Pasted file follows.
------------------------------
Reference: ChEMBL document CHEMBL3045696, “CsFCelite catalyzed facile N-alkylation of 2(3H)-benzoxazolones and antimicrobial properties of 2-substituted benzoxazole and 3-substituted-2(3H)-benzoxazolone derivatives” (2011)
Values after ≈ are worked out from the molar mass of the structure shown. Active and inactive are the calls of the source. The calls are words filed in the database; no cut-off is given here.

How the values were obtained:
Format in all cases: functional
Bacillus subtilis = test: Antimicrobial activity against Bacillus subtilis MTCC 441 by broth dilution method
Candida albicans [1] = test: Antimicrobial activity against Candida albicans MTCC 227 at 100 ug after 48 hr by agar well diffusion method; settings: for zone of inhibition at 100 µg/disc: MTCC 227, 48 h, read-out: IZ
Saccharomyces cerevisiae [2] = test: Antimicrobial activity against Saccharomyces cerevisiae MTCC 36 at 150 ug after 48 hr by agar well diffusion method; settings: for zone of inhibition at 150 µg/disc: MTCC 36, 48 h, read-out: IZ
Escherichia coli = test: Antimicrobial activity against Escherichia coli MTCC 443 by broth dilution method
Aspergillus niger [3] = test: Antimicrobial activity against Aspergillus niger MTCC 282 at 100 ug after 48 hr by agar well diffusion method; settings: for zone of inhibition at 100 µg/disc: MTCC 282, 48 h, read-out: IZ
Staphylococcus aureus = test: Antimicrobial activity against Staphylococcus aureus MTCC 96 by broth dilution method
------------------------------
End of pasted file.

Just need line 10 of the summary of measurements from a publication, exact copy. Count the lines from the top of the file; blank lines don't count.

Staphylococcus aureus = test: Antimicrobial activity against Staphylococcus aureus MTCC 96 by broth dilution method